Some Aussie pharmacists can sell medicines without a script, possibly even cannabis
Health & Biotech
Health & Biotech
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Australia’s two most populous states have extended emergency measures to help with pharmaceutical dispensing for another six months.
The Victorian and New South Wales governments extended orders allowing pharmacists to prescribe medicines available under the Pharmaceutical Benefits Scheme (PBS) without a prescription. This is subject to satisfaction that an immediate need exists.
The orders began in January in response to the bushfire crisis. But now the measures are in place until the end of September.
This is how long the federal government thinks it will take to get COVID-19 under control in Australia.
The Pharmacy Guild of Australia has welcomed the move and called for other states to follow suit.
“Australians are doing it tough at the moment, so making emergency supply measures permanent and nationally consistent, would make life that much easier,” national president George Tambassis said.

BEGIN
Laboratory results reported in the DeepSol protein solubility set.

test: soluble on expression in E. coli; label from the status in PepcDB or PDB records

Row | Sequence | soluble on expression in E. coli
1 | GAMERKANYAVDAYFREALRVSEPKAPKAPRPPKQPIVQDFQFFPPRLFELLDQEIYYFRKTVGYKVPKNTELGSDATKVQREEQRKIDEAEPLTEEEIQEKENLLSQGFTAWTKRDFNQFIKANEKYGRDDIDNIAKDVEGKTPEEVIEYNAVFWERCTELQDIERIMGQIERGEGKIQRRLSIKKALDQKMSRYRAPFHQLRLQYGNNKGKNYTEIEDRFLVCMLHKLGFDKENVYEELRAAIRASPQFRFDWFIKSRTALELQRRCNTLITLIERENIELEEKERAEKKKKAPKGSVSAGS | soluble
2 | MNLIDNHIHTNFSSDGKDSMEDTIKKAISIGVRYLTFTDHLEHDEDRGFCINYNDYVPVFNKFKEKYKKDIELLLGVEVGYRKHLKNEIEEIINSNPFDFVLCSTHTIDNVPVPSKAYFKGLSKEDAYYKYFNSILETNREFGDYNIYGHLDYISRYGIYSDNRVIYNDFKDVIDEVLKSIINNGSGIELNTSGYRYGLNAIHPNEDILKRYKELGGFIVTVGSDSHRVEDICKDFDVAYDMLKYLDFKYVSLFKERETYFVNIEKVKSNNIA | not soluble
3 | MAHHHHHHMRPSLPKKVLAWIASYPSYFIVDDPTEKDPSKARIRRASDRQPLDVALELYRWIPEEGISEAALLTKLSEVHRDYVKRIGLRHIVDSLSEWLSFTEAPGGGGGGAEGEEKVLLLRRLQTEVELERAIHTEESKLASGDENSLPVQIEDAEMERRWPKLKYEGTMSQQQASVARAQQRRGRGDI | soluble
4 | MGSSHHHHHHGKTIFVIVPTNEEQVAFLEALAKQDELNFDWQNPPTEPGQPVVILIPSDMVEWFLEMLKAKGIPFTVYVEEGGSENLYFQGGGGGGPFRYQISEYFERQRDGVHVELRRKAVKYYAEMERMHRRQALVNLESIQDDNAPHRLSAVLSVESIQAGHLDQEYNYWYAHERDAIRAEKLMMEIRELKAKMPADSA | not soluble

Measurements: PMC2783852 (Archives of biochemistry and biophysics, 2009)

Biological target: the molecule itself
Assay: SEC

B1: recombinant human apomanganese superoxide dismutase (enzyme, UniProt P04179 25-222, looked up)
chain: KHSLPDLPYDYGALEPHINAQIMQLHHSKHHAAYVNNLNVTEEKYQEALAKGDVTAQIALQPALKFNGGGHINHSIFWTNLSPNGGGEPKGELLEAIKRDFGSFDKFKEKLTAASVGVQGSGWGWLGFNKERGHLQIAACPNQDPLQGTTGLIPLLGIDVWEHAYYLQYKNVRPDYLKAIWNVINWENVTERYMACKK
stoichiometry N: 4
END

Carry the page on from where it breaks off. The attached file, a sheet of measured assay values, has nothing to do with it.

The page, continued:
“It would mean our patients don’t have an additional, unnecessary cost or have to wait for action each time a crisis arises”.
The PBS includes certain medicinal cannabis products but they typically require a prescription to access them.
With the change in how PBS medicines are dispensed, theoretically some medicinal cannabis products should be among those that can be obtained without a script. However, it may be a little more complicated for those who haven’t had a prescription in the past.
FreshLeaf Analytics analyst Rhys Cohen told Stockhead the Victorian order specifically was a “fascinating little quirk”. He noted there were several steps to take before patients could get their hands on a prescription.
He says for those users that are at the point of receiving a prescription, the extended measures may make it easier to access medicinal cannabis products.
“The prescription is the final step. From my reading it looks like it [the order] is only for continuing patients — so only those who’ve been prescribed before,” he said.
“I haven’t heard of anyone using it yet but it’s possible we may see people taking advantage of that.”
But would-be patients shouldn’t despair. Cohen said the step before prescription was Category B approval under the Special Access Scheme.
And the number of these approvals granted has tripled from 1,023 in March 2019 to 3,568 in February 2020. In that 12-month period, over 30,000 applications received the green light.